If you can, try to forget Madonna’s surprise appearance at this year’s Central Saint Martins BA Fashion show for a second, where she sat next to her mate FKA twigs. Remember, the main event was the stellar line-up of students, who presented their first proper, proper runway show since the pandemic began.
Sure, a selection of students got to present collections last year to a handful of socially-distanced journos and fashion fans, at which the talismanic Seli Korsi was awarded the L’Oréal Prize, taking home a cash prize and sponsorship. But Tuesday’s show went back to the original formula, as 115 students presented their final collections before a crowd of buzzy supporters, who were crammed shoulder-to-shoulder to check out tomorrow’s big talent.
Returning with a proper CSM bang – loud cheers, technicoloured hair and cheers all round – the conveyor belt of creativity on show felt like a testament to optimism in the face of all the political rubbish going on right now. Youth are good at sensing that stuff. And when it comes to emerging designers, this ethos produces truly meaningful work that brings us hope in times of recession, war and disturbing political policies.
Paulo Guarino presented a pink-tinged celebration of his queer Sicilian heritage (his models sort of exploded into a cloud of powder at the end of the runway); Mata Durikovic innovated with his use of sustainable bioplastic leather; Diana Sträng used pop colour assuredly in a hyper-cool collection of wrap tops and ruched trousers. From start to finish, this year’s students mainly stepped away from dark themes, opting instead to throw a much-needed party.
There were some more sobering moments, though, like in Emil Dernach’s collection, this year’s L’Oréal Prize runner up. At a time when the autonomy of women’s bodies is up for debate in the US, his armour-like dresses made out of steel felt like an appropriate message of strength, resilience and protection. Whether intentional or not, there was sheer power in the balance of politics and fashion.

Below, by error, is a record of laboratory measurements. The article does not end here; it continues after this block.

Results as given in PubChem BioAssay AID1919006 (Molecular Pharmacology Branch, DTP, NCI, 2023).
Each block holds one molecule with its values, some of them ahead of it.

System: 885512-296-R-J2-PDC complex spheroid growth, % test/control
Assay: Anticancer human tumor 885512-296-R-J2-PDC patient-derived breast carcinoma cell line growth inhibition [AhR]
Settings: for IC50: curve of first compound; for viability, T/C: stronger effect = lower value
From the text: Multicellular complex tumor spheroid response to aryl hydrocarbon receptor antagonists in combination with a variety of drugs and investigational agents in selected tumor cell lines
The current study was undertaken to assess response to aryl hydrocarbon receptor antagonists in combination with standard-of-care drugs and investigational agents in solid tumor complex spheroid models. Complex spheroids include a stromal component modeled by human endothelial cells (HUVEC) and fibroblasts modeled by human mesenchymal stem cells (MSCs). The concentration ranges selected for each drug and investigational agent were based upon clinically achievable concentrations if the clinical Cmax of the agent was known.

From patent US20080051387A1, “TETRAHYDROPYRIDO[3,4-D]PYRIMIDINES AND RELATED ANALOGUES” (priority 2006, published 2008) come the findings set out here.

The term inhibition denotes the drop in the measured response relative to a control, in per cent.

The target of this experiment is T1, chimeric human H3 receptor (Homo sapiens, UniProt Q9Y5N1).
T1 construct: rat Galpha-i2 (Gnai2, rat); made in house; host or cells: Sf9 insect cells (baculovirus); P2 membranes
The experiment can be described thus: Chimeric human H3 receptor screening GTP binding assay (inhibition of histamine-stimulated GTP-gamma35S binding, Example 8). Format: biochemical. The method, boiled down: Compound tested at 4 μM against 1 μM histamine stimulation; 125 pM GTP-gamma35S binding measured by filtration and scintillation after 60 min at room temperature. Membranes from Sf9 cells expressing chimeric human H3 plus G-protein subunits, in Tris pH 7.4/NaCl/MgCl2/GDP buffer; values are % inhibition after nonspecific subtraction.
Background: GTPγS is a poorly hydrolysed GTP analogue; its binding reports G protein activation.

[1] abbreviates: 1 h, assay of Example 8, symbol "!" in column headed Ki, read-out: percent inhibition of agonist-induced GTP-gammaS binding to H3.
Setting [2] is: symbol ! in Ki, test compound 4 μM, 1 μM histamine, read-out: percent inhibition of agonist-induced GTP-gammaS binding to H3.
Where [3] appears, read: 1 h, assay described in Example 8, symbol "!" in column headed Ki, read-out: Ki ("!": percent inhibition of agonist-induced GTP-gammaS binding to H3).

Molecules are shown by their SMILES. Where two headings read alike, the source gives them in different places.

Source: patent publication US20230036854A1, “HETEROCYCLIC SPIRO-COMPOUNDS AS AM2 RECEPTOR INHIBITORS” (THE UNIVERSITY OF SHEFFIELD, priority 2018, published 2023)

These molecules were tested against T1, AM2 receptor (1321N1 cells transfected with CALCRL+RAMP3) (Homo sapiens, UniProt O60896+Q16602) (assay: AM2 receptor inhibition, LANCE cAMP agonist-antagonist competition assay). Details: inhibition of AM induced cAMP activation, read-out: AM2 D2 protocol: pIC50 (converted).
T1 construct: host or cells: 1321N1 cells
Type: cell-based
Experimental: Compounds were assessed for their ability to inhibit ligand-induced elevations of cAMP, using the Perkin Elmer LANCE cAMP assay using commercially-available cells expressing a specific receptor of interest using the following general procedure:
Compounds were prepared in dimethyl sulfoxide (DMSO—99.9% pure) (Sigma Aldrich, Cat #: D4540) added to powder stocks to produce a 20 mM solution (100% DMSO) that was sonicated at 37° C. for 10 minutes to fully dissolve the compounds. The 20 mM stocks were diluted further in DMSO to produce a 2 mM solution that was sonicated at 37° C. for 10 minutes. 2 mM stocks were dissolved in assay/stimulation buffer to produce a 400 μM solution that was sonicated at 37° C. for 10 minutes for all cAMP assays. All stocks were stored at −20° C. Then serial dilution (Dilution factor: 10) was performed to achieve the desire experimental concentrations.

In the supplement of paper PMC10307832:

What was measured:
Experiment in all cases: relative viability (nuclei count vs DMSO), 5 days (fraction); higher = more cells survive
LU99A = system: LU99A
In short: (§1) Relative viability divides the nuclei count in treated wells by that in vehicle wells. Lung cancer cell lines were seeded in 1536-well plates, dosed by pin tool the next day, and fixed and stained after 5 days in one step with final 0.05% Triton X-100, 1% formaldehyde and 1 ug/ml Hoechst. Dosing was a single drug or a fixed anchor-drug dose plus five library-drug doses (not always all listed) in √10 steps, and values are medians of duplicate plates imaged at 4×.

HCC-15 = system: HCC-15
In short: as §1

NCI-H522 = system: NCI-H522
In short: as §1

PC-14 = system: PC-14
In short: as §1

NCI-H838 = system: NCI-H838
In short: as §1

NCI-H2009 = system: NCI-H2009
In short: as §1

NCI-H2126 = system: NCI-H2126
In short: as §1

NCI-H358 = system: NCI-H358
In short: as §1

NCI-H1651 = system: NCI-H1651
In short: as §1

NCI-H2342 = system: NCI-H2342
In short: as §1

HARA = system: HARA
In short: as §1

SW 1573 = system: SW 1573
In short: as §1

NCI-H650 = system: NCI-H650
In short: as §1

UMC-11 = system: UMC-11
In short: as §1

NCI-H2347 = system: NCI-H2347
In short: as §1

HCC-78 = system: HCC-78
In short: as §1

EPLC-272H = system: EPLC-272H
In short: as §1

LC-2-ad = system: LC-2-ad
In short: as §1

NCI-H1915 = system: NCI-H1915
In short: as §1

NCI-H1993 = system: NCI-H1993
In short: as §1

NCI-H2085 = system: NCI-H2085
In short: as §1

Elsewhere, binaries were broken down, chewed up and spat out. Taskeen Faqui-Dawood’s collection balanced traditionally masculine and feminine tropes, with a football jersey layered over a delicate ruched skirt bearing resemblance to a sari, a celebratory garment in Indian dress. And Daniel Fabara Ramos of the BA Menswear course sent out a trio of brilliantly textured cool guys, sunglasses firmly planted on their heads and layered in fabrics belonging to a dusky Dune-like future.
Taking the baton from Seli Korsi was this year’s L’Oréal Prize winner, Alice Morrell-Evans, who was further proof that knitting isn’t just for nans. Her collection was made up of a rich tapestry-like mash-up of textiles and crochet draped over fabrics, toughened up with leather straps and dressed as though ancient warriors preparing for battle.
As ever, Central Saint Martins’ students left us with the impression that, if our future is left in the hands of today’s ever-bright youth, we reckon it’ll all be alright in the end.